Today, Kaitlin Krull, writer for Modernize.com, is here to share with you all some great and easy ideas for designating space for reading with children at home. Feel free to share some of her ideas with families of your students and/or use them with your own children at home or even in your classroom as well!
For many parents, fitting in reading time with children can feel like a daily struggle. While finding time for reading is certainly an issue, finding a
Here are a few simple steps to help you create a reading space you and your kids will love.
Make it comfortable
The most important part of a reading area is comfort. If you’re creating a quiet area suitable for reading in your kids’ bedroom or playroom, then soft
pillows, cushions, and a plush rug in a corner of the room are essentials. Books should be stored in low bookcases, boxes, or baskets, or on the wall
(check out this super easy Ikea hack using BEKVAM spice racks below) next to the seating
area. For added effect, add a teepee, tent, or soft fairy lights to finish off the space and encourage lounging and reading for hours on end. Trust me, by
the time you’ve finished you will want to spend some serious reading time there yourself.
via A Baby on Board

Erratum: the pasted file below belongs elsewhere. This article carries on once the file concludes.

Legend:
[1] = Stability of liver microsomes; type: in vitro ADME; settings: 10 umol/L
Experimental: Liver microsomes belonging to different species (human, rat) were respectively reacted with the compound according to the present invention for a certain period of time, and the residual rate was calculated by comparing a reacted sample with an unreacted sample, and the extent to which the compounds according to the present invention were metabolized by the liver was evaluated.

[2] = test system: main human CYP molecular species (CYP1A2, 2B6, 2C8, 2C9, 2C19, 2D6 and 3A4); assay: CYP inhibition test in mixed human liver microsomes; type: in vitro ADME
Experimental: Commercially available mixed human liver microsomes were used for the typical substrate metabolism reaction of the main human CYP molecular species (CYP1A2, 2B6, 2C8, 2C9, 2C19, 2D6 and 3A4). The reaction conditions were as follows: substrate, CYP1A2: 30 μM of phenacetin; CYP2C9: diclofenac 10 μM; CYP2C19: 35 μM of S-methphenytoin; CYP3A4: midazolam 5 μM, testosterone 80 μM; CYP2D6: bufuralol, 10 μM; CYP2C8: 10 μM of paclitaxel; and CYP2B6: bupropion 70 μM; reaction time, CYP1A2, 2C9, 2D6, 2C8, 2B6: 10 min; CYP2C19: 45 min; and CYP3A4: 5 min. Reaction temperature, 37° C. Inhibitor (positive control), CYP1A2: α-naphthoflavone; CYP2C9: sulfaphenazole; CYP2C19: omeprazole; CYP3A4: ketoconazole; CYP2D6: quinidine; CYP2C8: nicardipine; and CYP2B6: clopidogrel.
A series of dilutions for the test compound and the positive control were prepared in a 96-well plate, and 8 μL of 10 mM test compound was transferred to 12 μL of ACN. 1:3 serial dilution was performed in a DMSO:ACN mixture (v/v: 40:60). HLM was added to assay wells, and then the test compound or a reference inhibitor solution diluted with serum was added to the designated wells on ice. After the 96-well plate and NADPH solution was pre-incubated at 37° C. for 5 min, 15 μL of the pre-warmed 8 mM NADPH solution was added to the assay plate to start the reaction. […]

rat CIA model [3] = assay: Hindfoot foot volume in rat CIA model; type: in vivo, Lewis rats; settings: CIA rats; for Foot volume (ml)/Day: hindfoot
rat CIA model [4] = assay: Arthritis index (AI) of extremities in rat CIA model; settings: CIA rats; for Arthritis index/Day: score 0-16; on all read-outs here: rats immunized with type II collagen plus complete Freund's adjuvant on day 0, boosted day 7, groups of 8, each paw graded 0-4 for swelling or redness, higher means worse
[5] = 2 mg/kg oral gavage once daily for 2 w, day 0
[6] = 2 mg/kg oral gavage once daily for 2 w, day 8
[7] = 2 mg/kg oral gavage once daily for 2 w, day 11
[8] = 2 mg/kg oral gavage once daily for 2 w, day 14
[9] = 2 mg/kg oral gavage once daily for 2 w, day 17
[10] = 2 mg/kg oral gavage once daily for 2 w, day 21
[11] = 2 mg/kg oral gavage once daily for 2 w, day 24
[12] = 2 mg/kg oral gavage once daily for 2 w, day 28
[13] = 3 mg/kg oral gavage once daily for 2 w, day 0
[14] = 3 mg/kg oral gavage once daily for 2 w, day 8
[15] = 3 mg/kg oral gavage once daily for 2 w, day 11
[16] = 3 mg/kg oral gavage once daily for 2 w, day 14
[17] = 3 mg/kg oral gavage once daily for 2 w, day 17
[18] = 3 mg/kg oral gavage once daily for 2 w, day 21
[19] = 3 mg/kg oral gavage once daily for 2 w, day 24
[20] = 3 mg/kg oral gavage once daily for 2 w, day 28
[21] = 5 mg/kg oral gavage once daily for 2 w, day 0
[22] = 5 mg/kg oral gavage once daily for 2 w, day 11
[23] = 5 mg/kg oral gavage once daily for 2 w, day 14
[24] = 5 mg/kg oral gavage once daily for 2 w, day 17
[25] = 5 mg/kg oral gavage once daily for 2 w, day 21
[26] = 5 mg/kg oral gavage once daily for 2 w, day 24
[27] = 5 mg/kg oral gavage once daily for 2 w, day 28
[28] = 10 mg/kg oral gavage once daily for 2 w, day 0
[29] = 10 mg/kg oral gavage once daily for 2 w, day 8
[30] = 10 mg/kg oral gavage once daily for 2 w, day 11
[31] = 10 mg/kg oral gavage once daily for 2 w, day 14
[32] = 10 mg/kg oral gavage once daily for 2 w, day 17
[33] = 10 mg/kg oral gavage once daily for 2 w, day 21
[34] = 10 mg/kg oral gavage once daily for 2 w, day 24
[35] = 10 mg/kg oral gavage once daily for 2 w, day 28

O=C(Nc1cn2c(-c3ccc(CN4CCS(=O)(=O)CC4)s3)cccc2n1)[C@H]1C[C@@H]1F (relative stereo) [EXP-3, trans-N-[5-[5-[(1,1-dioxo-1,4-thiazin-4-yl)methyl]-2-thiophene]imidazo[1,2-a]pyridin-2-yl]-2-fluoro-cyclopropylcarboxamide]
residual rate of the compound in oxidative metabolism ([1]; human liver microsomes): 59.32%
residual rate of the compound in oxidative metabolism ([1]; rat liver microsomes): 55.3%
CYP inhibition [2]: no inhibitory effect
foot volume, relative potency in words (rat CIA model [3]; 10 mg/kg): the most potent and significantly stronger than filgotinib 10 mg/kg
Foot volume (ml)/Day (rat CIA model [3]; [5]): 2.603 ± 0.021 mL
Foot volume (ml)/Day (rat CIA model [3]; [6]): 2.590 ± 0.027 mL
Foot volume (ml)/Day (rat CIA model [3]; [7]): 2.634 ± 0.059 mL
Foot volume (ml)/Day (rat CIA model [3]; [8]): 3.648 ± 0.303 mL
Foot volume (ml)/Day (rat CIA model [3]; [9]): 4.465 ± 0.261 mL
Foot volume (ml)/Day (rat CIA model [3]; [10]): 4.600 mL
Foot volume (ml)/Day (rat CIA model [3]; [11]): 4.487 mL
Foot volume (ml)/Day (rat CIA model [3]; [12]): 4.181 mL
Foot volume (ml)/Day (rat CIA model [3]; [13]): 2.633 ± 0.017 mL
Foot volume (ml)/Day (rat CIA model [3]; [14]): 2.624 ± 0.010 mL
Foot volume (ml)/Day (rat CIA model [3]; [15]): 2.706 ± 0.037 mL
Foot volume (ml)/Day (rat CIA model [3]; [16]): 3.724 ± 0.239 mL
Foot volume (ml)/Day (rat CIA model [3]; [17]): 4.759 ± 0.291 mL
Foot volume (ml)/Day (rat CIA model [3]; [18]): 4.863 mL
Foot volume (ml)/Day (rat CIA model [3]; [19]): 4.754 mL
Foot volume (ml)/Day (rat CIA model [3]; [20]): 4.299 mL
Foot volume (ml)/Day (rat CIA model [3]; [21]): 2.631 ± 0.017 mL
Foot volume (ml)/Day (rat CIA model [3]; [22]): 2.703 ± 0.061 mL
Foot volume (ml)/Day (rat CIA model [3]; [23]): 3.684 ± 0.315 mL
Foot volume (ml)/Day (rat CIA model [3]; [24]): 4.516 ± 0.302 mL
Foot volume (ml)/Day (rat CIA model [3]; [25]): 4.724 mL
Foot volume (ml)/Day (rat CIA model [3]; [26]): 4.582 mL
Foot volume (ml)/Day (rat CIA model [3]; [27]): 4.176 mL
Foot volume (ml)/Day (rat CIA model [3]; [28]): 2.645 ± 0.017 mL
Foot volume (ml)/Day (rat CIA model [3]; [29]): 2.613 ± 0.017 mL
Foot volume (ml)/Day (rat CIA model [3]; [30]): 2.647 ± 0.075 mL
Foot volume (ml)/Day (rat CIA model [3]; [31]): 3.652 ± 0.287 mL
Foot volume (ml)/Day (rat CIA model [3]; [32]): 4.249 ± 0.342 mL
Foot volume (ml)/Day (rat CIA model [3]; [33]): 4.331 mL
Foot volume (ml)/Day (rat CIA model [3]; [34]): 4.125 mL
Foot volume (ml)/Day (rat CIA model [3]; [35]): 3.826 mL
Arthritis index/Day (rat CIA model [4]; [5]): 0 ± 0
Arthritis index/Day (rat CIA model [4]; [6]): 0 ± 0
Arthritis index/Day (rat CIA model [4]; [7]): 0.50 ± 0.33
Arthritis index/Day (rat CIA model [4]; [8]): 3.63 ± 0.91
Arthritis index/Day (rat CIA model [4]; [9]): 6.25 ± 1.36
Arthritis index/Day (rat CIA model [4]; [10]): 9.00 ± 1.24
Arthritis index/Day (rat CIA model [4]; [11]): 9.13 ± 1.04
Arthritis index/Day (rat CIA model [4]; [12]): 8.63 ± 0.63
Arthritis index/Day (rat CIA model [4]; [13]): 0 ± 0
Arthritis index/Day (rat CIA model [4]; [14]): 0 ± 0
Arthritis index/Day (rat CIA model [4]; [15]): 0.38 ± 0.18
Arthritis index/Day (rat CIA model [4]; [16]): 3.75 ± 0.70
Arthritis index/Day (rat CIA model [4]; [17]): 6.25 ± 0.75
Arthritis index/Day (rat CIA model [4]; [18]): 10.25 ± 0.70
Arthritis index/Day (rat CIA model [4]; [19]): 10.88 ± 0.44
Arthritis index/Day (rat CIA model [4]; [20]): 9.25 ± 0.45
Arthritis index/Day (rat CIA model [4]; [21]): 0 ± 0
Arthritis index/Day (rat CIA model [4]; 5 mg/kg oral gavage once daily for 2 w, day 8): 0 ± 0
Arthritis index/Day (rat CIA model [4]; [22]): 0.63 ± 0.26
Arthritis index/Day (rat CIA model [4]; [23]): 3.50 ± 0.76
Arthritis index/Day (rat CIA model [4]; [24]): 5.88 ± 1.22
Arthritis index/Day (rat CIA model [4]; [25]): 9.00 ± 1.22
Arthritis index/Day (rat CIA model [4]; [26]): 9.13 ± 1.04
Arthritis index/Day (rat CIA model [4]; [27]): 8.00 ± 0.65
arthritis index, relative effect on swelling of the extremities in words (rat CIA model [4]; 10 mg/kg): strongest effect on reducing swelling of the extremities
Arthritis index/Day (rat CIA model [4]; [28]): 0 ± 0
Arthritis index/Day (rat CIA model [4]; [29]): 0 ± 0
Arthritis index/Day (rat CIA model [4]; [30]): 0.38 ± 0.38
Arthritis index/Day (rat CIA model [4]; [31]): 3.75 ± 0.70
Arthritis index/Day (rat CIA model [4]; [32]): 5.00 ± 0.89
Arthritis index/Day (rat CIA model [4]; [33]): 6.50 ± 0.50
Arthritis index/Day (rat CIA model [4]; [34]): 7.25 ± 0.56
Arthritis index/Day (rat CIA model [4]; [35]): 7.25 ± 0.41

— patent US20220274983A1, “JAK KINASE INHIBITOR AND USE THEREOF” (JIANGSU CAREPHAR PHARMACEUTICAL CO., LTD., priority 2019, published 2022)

Store books around the house
There are tons of places around the house that can make perfect reading corners for whenever your kids feel like sitting down with a good book. In addition
to designated reading corners in the playroom and kids’ bedrooms, a wicker basket full of family favorites next to the sofa, in the kitchen, and in the
bathroom (everyone needs a good potty time read!) will not go unused for long. If there are particular books that your kids love, pick up an extra copy or
two the next time you see them on sale and keep them in each reading space to save yourself time traipsing around the house looking for The Very Hungry Caterpillar every single day.
Keep it accessible
Once you’ve set up your reading space, make sure everyone knows how to use it. Your kids should know where their reading materials are (if you’ve stored
them on the wall, make sure they’re low to the ground), how to find books, and how books should be treated. As far as general maintenance is concerned,
make sure books are rotated on a regular basis, especially if you have limited shelf space. Remove books that are no longer age appropriate or that aren’t
interesting to your kids. Most importantly, keep the area tidy. No one will want to spend time in a messy, unorganized reading corner. This last part
should be easy enough on your end if your kids are in the habit of cleaning up after themselves (easier said than done, I know!).
Kaitlin Krull is a writer and mom of two girls living the expat life in the UK. Her writing is featured on Modernize.com and a number of home decor sites around the web. She can also be found blogging from time to time on her personal blog, A Vicar’s Wife.